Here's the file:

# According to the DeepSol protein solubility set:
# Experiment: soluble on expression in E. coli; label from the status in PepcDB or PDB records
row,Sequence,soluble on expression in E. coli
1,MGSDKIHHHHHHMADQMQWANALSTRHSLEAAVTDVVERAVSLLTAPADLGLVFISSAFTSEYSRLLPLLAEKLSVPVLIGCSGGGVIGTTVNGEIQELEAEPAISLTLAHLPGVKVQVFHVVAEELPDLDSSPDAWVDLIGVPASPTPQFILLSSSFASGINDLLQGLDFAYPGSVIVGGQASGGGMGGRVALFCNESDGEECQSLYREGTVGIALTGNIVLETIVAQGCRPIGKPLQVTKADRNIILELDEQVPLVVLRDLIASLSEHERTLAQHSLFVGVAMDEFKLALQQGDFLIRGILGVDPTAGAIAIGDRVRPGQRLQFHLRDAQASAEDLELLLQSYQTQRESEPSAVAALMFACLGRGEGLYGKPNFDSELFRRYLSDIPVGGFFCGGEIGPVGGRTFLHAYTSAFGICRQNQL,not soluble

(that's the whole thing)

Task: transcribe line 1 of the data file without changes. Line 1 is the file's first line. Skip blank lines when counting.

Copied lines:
# According to the DeepSol protein solubility set: